2016-17 Edmonton Oilers: No. 2 LD Andrej Sekera
Andrej Sekera played to mixed reviews in his first season with the Edmonton Oilers, but in 2016-17 he was one player that seemingly everyone agreed brought real value to the team. His ability to play in any situation at even-strength or on special teams, to provide value with and without the puck and complement any kind of partner made him exactly the kind of veteran presence every team needs on its blue line.
That is almost exactly the player that GM Peter Chiarelli said Sekera would be when Edmonton signed him in the summer of 2015:
He’s a real versatile D. Very strong. He could play in our top pair if need be. You’d like to spread it out so he could be a lynchpin in the second pair. Plays both sides. Played most of the year on the left but when he was traded he went to his right. Plays first or second power play, probably natural on the second pair. Lot of options with him. He is a first-pairing defenceman, it’s a tool the coach has to put him in the first pair. Doesn’t mean he has to be in the first pair. With him it’s about versatility, he’s very strong, he’s just a solid player who has good sense with the puck, he can play a lot of positions, he can defend and he can push the puck.
I’ll take a moment here to point to the one thing Chiarelli was wrong about, which was Sekera’s ability to play his off-side. Prior to his arrival in Edmonton, Sekera had a long history of being more successful with right-shot partners than with left-shot partners. I don’t think it’s a stretch to say that a lot of the criticism of Sekera in 2015-16 was a direct result of him playing on the right side of a pairing with Darnell Nurse.
The Oilers learned from that mistake, though. This year, when Sekera was paired with fellow lefty Kris Russell, it was Russell who moved to his off-side.
Otherwise, Chiarelli’s assessment looks really good and reflects Sekera’s usage this year. He averaged 2:11 per game on the power play, starting on the first unit before ceding that role to Oscar Klefbom. Both defencemen were among the NHL’s top 30 rearguards in terms of points/hour on the man advantage.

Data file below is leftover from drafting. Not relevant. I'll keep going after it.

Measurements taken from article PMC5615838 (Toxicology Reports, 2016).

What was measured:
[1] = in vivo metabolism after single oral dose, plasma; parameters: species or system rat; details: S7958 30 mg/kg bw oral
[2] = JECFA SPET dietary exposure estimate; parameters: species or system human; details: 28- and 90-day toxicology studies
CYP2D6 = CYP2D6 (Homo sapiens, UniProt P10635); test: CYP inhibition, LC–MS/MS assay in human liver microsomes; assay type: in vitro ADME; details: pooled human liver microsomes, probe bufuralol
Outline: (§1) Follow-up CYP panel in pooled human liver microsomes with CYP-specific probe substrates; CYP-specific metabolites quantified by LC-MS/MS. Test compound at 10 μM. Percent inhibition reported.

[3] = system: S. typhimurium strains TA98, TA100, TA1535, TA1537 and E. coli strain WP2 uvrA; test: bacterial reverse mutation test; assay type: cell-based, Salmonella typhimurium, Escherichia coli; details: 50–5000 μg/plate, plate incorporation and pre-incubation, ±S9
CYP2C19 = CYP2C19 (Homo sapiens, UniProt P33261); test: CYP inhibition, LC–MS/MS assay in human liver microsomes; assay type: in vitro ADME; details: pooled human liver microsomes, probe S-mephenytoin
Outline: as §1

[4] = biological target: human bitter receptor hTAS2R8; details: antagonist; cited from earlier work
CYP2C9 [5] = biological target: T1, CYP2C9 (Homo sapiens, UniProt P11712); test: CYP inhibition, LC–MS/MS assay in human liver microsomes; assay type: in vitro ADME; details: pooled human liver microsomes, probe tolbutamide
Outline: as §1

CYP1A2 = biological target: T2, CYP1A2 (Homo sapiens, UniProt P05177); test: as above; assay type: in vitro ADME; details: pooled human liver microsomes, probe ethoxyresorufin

Sekera also averaged two minutes per game on the penalty kill, making him the only Oilers defender to play at least two minutes per night on both special teams. He and Russell were on the ice for the fewest shots and fewest goals against of regular penalty kill defenders in Edmonton, while mostly drawing first unit opponents. The PK is one of those places where experience seems to really matter, and Sekera was a rock.
Even-strength is where things get a little more interesting. Sekera played mostly with Russell and rookie Matt Benning, though he also snuck in a little over an hour on a pairing with Adam Larsson. His on-ice results are worth breaking down by those partners:
I don’t really want to get into the Russell debate here; there’s going to be enough of that when we look at his season shortly. For those who believe that Russell has real and massive save percentage-boosting abilities, the goal count for that pairing looks good. For those who rely on the shot metrics, Sekera’s other partners make it clear that he’s capable of being part of a positive puck possession pairing.
Sekera worked well with Benning, and was arguably part of the reason Benning looked so good as a rookie defenceman. That pairing did play softer minutes than the others on this list but provided value.
The really interesting combo to me is Sekera/Larsson, which played absolutely brutal minutes in its brief time as a unit. Klefbom/Larsson had good chemistry this year, but with Klefbom emerging as an offensive threat, it’s possible that Edmonton might want to move him off the shutdown pairing and into a more general minutes role that allows him to really explore his scoring ability. If so, Sekera/Larsson could be formidable in a purely defensive role.
At some point, Sekera’s $5.5 million contract may become an issue, but then again it may not. He turns 31 in the summer and has four years left on that deal. His skills will likely erode to some degree, but his actual salary in the final two seasons is just $4.5 million and the deal will end before he turns 35. In the meantime, he’s an indispensable everyman on an Oilers defence that still leans toward inexperience.
Bottom line: Some players are worth paying real money. Sekera, a low-maintenance veteran who fits with any partner and in any situation, is one of them. He should be the cornerstone of the Oilers’ second pairing for the foreseeable future.
Previous year-end reviews: